Human Rights Court finds El Salvador guilty of El Mozote massacre

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Yesterday afternoon (December 10), the Inter-American Court of Human Rights, located in San José, Costa Rica, found the Salvadoran State guilty of violating the human rights to life, personal integrity, private life, private property and the rights of children in a case filed by family members of the victims of the El Mozote massacre.

The brutal 1981 murder of over 1,000 civilians, 450 of which were infants and children, in El Mozote and surrounding villages in Morazán occured during the country's Civil War and was committed by the Salvadoran military which was being heavily funded by the US government at the time. Click here to see a video about the massacre with testimony from survivor Rufina Amaya.

Earlier this year, President Mauricio Funes made history with the first official acknowledgement of the government’s role in the massacre and publically asked for forgiveness on behalf of the State.

The military officers who perpetrated the act, however, cannot be brought to justice in El Salvador because of a law approved in 1993 that grants amnesty for crimes committed during the country’s Civil War. Faced with the impossibility of justice in their own country, Salvadoran human rights defenders and families of victims of war crimes are forced to search for justice in international tribunals like the Inter-American Court of Human Rights.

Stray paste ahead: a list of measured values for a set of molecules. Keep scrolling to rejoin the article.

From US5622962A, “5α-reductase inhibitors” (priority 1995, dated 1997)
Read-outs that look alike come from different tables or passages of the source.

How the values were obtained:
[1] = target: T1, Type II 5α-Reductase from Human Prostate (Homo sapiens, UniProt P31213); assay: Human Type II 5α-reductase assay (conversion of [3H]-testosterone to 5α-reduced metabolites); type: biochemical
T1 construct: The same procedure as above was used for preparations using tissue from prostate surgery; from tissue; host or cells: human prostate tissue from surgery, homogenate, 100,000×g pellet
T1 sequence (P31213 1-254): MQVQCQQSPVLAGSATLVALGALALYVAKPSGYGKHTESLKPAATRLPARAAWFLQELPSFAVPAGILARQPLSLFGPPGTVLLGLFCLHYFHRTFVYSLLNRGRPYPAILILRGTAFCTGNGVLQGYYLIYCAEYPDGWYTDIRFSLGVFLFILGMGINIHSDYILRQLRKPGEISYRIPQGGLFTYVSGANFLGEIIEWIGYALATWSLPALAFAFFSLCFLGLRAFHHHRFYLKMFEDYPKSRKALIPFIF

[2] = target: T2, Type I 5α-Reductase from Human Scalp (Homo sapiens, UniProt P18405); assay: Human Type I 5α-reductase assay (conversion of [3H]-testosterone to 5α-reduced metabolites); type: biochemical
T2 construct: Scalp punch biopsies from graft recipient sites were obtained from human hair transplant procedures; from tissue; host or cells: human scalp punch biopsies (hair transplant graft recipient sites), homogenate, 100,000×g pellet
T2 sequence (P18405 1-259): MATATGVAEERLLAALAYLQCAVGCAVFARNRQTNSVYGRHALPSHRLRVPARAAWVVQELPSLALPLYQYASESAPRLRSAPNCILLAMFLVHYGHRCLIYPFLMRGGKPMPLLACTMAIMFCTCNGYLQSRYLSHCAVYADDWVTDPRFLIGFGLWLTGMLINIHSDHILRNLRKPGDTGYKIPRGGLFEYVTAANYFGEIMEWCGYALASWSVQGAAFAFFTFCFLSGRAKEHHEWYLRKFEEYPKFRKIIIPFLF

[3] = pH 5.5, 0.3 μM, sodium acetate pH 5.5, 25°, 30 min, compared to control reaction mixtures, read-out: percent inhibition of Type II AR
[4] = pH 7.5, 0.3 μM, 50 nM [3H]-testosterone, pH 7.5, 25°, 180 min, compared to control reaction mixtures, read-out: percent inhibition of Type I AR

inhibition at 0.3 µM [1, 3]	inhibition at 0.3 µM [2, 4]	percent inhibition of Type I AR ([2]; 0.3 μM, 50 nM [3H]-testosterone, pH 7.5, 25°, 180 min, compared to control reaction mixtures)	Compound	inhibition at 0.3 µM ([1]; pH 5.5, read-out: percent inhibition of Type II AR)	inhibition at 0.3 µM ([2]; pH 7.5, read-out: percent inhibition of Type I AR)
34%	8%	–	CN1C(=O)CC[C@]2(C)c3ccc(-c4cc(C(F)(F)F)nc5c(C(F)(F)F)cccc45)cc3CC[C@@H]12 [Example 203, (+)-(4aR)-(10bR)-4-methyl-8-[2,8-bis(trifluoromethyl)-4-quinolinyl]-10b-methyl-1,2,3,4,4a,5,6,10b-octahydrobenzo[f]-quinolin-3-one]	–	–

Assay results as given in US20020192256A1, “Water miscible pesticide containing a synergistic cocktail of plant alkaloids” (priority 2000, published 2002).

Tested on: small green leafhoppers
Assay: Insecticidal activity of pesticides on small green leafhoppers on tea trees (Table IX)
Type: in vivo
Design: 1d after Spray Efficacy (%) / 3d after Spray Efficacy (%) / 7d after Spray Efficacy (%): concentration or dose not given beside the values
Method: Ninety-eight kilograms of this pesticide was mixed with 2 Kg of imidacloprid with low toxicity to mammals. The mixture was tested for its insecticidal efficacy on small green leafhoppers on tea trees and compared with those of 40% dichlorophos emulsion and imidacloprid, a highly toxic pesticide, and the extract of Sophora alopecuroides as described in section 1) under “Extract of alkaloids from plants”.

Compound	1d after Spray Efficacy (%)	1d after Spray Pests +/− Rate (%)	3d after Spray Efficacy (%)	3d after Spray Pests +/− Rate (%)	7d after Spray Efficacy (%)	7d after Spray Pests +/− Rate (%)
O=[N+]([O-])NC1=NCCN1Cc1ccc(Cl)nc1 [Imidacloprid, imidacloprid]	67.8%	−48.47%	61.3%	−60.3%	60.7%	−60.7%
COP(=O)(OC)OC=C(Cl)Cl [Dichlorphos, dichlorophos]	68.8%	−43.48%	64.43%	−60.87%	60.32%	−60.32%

Yesterday’s ruling requires the Salvadoran government to carry out a complete investigation, carry out a census of the victims, exhume, identify, and return remains of victims to their families, and “assure” that the country’s Amnesty Law is not an “obstacle” to the investigation. The tribunal ruled against additional measures requested by the victims' families, including economic reparations, a health program for the communities that were victims of the massacre, and an obligatory and permanent human rights education program for the Armed Forces.

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